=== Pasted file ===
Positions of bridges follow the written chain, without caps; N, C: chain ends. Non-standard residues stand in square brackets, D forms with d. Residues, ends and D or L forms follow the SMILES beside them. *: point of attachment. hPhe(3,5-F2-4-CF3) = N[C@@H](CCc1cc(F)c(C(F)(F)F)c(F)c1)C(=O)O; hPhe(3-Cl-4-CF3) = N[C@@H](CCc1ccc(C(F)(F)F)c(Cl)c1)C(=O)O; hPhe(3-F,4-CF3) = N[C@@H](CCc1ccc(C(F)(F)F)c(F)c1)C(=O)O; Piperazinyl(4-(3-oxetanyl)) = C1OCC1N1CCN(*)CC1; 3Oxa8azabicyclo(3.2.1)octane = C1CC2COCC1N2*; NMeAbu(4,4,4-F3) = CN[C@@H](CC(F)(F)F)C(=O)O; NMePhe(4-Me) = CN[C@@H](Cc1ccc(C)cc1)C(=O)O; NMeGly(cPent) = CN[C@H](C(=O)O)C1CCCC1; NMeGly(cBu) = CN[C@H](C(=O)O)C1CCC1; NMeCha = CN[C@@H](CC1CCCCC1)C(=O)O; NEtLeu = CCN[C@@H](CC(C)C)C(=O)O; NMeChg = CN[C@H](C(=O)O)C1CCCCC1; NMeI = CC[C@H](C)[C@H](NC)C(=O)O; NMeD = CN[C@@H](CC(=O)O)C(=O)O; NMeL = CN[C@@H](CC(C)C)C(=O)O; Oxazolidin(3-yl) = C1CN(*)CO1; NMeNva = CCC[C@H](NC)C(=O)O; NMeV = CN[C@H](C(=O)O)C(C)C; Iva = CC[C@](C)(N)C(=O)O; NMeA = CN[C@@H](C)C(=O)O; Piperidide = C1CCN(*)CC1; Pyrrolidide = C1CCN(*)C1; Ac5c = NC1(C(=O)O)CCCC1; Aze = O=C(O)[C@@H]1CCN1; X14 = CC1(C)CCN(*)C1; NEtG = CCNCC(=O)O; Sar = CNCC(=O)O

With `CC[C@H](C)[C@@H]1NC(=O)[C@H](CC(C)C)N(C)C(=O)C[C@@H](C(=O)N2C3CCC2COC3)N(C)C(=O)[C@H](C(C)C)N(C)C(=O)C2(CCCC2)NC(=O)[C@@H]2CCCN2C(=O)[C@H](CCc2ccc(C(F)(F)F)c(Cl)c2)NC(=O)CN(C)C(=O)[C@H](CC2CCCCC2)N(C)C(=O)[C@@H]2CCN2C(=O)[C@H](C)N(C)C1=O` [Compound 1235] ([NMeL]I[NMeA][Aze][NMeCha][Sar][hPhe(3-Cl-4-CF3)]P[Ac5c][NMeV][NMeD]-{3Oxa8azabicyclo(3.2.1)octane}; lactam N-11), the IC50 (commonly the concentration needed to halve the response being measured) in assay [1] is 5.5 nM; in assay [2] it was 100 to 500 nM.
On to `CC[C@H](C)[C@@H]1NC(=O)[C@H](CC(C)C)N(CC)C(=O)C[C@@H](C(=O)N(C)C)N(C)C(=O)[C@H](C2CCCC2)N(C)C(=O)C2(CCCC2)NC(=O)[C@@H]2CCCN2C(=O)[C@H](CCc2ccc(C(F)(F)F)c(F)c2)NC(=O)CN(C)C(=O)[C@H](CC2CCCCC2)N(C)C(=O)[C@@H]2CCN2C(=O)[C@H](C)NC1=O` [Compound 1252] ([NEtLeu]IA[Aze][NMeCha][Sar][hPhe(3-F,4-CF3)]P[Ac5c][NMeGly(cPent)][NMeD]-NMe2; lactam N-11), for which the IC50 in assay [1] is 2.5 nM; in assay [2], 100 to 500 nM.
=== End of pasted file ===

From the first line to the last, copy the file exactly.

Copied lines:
Positions of bridges follow the written chain, without caps; N, C: chain ends. Non-standard residues stand in square brackets, D forms with d. Residues, ends and D or L forms follow the SMILES beside them. *: point of attachment. hPhe(3,5-F2-4-CF3) = N[C@@H](CCc1cc(F)c(C(F)(F)F)c(F)c1)C(=O)O; hPhe(3-Cl-4-CF3) = N[C@@H](CCc1ccc(C(F)(F)F)c(Cl)c1)C(=O)O; hPhe(3-F,4-CF3) = N[C@@H](CCc1ccc(C(F)(F)F)c(F)c1)C(=O)O; Piperazinyl(4-(3-oxetanyl)) = C1OCC1N1CCN(*)CC1; 3Oxa8azabicyclo(3.2.1)octane = C1CC2COCC1N2*; NMeAbu(4,4,4-F3) = CN[C@@H](CC(F)(F)F)C(=O)O; NMePhe(4-Me) = CN[C@@H](Cc1ccc(C)cc1)C(=O)O; NMeGly(cPent) = CN[C@H](C(=O)O)C1CCCC1; NMeGly(cBu) = CN[C@H](C(=O)O)C1CCC1; NMeCha = CN[C@@H](CC1CCCCC1)C(=O)O; NEtLeu = CCN[C@@H](CC(C)C)C(=O)O; NMeChg = CN[C@H](C(=O)O)C1CCCCC1; NMeI = CC[C@H](C)[C@H](NC)C(=O)O; NMeD = CN[C@@H](CC(=O)O)C(=O)O; NMeL = CN[C@@H](CC(C)C)C(=O)O; Oxazolidin(3-yl) = C1CN(*)CO1; NMeNva = CCC[C@H](NC)C(=O)O; NMeV = CN[C@H](C(=O)O)C(C)C; Iva = CC[C@](C)(N)C(=O)O; NMeA = CN[C@@H](C)C(=O)O; Piperidide = C1CCN(*)CC1; Pyrrolidide = C1CCN(*)C1; Ac5c = NC1(C(=O)O)CCCC1; Aze = O=C(O)[C@@H]1CCN1; X14 = CC1(C)CCN(*)C1; NEtG = CCNCC(=O)O; Sar = CNCC(=O)O

With `CC[C@H](C)[C@@H]1NC(=O)[C@H](CC(C)C)N(C)C(=O)C[C@@H](C(=O)N2C3CCC2COC3)N(C)C(=O)[C@H](C(C)C)N(C)C(=O)C2(CCCC2)NC(=O)[C@@H]2CCCN2C(=O)[C@H](CCc2ccc(C(F)(F)F)c(Cl)c2)NC(=O)CN(C)C(=O)[C@H](CC2CCCCC2)N(C)C(=O)[C@@H]2CCN2C(=O)[C@H](C)N(C)C1=O` [Compound 1235] ([NMeL]I[NMeA][Aze][NMeCha][Sar][hPhe(3-Cl-4-CF3)]P[Ac5c][NMeV][NMeD]-{3Oxa8azabicyclo(3.2.1)octane}; lactam N-11), the IC50 (commonly the concentration needed to halve the response being measured) in assay [1] is 5.5 nM; in assay [2] it was 100 to 500 nM.
On to `CC[C@H](C)[C@@H]1NC(=O)[C@H](CC(C)C)N(CC)C(=O)C[C@@H](C(=O)N(C)C)N(C)C(=O)[C@H](C2CCCC2)N(C)C(=O)C2(CCCC2)NC(=O)[C@@H]2CCCN2C(=O)[C@H](CCc2ccc(C(F)(F)F)c(F)c2)NC(=O)CN(C)C(=O)[C@H](CC2CCCCC2)N(C)C(=O)[C@@H]2CCN2C(=O)[C@H](C)NC1=O` [Compound 1252] ([NEtLeu]IA[Aze][NMeCha][Sar][hPhe(3-F,4-CF3)]P[Ac5c][NMeGly(cPent)][NMeD]-NMe2; lactam N-11), for which the IC50 in assay [1] is 2.5 nM; in assay [2], 100 to 500 nM.